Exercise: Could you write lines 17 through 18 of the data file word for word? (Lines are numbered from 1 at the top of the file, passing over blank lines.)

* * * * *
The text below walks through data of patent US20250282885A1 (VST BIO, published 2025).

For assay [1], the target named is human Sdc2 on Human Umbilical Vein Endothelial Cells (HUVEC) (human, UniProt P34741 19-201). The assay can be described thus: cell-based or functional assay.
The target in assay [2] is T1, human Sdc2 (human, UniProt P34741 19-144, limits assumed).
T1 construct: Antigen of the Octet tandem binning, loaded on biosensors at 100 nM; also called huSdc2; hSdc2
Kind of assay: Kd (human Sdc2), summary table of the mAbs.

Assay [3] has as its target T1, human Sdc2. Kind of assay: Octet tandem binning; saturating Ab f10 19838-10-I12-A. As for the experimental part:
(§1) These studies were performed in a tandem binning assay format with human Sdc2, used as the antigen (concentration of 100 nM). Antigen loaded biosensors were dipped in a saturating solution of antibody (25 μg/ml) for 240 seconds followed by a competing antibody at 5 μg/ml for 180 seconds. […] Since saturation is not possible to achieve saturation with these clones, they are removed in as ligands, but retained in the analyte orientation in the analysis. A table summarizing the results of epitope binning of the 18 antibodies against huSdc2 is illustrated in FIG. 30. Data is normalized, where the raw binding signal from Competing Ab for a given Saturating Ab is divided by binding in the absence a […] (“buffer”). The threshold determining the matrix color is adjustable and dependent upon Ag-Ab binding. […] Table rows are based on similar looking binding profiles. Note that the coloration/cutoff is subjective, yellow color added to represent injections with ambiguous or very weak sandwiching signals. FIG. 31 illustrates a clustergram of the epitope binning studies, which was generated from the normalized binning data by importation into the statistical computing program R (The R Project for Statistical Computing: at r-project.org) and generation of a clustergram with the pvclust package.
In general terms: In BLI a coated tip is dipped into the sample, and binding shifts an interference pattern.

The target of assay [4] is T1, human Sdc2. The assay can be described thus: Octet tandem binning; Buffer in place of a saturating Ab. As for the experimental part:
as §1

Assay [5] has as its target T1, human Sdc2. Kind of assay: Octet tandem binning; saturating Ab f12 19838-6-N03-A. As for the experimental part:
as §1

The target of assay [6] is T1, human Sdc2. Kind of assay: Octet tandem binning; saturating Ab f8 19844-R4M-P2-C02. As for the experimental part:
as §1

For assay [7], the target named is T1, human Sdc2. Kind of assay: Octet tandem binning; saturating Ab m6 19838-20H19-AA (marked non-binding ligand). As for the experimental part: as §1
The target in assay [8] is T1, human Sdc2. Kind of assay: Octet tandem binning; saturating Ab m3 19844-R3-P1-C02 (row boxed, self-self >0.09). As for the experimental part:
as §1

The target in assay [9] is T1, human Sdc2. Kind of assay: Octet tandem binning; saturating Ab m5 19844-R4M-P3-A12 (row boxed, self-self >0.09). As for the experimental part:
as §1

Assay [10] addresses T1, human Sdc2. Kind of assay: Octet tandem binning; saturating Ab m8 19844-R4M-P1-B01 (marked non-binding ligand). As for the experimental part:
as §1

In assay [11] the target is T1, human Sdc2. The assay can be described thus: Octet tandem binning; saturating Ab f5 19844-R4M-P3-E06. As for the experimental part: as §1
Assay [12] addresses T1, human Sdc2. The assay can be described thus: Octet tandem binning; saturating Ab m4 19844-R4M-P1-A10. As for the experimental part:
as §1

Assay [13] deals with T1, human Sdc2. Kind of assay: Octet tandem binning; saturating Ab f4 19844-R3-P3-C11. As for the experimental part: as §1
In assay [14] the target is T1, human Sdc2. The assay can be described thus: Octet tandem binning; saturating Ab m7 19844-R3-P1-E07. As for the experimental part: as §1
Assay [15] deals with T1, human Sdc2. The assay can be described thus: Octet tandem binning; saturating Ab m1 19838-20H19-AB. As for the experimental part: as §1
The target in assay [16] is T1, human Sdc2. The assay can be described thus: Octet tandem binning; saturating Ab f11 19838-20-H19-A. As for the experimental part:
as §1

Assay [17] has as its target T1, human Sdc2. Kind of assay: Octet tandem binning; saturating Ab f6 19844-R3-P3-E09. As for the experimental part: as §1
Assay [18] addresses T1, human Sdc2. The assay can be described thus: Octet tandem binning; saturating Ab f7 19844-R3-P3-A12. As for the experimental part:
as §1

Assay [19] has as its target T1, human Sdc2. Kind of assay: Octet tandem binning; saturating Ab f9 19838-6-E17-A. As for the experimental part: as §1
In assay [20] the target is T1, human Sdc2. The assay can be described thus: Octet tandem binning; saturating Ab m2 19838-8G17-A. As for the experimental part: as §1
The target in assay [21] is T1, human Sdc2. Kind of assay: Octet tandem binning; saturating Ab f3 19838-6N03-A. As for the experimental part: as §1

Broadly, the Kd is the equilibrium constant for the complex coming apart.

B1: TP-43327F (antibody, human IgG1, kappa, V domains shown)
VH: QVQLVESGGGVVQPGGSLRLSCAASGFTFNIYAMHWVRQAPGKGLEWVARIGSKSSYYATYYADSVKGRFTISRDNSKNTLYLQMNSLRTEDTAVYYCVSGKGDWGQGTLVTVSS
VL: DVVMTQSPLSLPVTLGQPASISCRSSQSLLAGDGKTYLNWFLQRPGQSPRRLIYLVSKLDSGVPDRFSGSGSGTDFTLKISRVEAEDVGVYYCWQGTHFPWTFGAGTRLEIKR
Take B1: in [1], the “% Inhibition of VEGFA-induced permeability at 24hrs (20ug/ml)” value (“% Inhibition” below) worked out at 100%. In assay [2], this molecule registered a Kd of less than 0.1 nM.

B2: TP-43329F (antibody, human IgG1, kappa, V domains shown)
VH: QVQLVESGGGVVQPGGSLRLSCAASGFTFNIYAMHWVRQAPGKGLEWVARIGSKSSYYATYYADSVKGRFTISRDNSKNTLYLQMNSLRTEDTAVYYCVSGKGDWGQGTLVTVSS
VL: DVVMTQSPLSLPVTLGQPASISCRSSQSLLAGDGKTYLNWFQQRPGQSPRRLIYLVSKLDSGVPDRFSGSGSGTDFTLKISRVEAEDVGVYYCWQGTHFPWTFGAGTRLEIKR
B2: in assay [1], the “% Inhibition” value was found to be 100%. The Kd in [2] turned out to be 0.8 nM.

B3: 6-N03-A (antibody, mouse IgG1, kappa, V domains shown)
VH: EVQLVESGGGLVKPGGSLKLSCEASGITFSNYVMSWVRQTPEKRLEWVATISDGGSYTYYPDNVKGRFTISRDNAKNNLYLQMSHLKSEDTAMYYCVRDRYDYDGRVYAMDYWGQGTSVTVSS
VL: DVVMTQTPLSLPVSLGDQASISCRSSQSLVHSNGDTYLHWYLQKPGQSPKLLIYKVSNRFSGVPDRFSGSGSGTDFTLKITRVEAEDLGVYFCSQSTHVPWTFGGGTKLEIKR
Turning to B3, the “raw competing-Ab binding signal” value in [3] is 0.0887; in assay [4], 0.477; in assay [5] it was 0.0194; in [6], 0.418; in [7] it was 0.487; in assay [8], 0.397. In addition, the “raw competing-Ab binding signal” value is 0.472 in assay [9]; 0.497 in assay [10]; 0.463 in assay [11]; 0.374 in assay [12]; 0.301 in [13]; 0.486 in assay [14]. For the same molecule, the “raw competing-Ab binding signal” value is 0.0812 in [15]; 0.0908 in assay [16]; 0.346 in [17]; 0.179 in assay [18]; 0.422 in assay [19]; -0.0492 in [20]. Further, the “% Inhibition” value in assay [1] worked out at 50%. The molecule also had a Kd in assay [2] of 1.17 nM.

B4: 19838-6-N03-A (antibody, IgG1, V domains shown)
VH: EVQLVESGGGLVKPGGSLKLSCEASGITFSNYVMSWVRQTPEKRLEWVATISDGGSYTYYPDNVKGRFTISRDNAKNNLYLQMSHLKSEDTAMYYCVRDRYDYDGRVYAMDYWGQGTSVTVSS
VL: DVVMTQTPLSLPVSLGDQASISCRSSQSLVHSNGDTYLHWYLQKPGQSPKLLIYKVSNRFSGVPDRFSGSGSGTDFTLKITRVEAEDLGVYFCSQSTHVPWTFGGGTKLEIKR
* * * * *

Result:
as §1

The target in assay [9] is T1, human Sdc2. Kind of assay: Octet tandem binning; saturating Ab m5 19844-R4M-P3-A12 (row boxed, self-self >0.09). As for the experimental part: